Introduction to booking graphs

Booking graphs are blueprints for which steps a booking transitions through.

Written by derrick mak
Updated over a week ago

So sum up from introduction to bookings, in Timekit terms a booking is a request to reserve a time-slot in a calendar. Based on the use-case a booking needs to go through a number of steps, before the requested time-slot is reserving time in the resource's calendar, making the resource unavailable at that time.

To really harness the full power of Timekit, you need to comprehend these different steps called states, that a booking transitions through. The change of state over time constitute a flow and the configuration of each flow is controlled by graphs.

To get the best fit between your use-case and Timekit, its important that you choose the most fitting graph.

Timekit currently operate with these booking graphs:

Instant graph
For when a booking request should immediately reserve time in the resource's calendar, thus making the time-slot unavailable.

Confirm_decline graph
For when the booking request should be confirmed, before the time-slot is reserving time in the resource's calendar.

Group_owner graph
For when you have a limited number of "seats" at a given time. Each seat-booking then follows the group_customer graph.

Group_customer_payment graph
For when each seat in a group-owner graph needs to be registered as paid for to remain booked by the customer.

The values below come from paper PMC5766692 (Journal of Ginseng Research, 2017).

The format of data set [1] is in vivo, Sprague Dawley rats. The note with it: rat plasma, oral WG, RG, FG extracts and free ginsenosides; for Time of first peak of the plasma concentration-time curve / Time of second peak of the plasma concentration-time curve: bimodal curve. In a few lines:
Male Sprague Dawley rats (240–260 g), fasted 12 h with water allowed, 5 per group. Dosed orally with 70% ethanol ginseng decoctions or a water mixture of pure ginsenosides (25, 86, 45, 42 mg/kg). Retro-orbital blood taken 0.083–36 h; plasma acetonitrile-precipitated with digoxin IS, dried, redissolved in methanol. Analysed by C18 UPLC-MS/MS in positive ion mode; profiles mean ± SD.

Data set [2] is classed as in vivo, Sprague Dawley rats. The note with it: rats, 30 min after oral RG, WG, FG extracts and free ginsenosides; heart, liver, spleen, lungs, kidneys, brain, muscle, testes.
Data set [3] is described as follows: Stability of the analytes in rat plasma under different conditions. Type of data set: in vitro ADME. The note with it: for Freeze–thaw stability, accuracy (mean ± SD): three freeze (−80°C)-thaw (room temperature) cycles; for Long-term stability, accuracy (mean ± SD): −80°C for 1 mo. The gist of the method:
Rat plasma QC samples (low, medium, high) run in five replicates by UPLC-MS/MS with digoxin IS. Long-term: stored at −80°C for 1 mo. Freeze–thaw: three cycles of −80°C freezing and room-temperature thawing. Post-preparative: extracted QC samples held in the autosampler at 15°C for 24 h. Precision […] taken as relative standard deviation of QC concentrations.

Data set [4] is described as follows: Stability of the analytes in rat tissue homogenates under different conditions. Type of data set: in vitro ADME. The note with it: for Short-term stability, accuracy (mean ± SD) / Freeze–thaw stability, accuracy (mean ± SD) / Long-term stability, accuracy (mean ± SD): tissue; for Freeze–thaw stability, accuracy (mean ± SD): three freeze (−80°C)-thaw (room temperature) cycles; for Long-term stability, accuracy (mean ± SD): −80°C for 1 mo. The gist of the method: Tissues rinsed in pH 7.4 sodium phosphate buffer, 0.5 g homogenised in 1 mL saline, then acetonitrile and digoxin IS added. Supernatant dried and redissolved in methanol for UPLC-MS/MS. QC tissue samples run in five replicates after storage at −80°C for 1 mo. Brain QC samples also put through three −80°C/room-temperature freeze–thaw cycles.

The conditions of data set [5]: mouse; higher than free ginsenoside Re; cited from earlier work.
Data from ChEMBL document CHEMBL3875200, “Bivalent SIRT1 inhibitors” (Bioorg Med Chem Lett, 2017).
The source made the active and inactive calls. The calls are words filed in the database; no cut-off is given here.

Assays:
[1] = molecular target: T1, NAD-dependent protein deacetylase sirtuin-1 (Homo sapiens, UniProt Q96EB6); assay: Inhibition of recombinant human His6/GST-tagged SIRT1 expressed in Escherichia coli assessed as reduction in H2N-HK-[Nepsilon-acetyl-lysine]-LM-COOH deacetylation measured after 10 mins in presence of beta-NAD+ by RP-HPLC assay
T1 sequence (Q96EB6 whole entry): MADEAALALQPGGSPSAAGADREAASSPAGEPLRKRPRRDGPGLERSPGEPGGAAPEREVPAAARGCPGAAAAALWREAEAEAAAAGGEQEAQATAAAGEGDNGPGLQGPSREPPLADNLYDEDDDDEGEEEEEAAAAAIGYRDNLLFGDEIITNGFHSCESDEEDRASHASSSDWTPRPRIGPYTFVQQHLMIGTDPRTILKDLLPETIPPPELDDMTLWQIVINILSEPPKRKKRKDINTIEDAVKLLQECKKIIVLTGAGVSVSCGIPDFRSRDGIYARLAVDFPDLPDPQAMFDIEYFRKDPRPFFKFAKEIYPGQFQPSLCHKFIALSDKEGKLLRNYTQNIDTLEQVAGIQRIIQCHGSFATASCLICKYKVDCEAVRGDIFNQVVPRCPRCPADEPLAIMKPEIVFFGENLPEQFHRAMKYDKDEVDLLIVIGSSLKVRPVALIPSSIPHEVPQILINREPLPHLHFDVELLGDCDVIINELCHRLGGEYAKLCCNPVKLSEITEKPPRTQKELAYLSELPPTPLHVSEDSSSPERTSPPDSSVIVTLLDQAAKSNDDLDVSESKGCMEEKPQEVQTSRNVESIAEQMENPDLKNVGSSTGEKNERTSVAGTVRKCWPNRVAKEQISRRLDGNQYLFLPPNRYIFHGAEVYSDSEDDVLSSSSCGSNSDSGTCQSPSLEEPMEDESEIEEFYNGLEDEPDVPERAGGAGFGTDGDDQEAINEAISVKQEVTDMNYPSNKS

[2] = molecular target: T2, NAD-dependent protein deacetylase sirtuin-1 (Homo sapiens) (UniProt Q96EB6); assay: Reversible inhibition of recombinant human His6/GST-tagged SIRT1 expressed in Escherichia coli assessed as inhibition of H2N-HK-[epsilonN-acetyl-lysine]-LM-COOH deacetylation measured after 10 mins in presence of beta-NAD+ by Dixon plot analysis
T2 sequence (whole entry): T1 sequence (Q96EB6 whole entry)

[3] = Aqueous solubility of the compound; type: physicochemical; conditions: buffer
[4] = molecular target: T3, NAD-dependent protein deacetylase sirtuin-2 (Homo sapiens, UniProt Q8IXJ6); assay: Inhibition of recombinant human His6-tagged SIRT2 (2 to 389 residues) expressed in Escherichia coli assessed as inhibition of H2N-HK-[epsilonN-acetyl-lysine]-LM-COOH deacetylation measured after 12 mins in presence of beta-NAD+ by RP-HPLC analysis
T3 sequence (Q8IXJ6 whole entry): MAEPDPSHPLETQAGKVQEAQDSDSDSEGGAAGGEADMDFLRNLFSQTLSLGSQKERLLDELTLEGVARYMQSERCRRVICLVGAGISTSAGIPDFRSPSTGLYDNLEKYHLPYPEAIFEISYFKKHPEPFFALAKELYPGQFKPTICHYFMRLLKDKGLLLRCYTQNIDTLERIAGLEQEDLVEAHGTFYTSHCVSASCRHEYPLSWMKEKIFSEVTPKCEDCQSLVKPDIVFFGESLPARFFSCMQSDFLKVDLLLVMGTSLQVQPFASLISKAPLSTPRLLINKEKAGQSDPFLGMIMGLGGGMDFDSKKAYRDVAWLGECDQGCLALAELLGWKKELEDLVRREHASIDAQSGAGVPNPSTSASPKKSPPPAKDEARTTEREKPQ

If you are unsure which graph fits your use case. Just hit the chat button in the lower right corner and we'll help you choose. 

Booking Graphs + Webhooks

If you have enabled webhooks, they will be triggered when a booking reaches the relevant states. So when a booking transitions into a state for which a webhook has been configured, the webhook is triggered, with all meta data for the booking as part of the payload.

Webhooks are great for getting creative. Have Zapier catch them and turn them into Slack channel notifications, have Twilio turn them into a text message or send custom emails. 

Understanding "actions"

Actions are are commands you issue to the booking, in order for it to transition between the steps in the workflow, such as confirming, declining or cancelling a booking. 

Every time you want to move a booking further down the graph, you issue the next action command, using the [PUT] /bookings/:id/:action endpoint.

For a reference of which actions are available at which states, please refer to our API reference.

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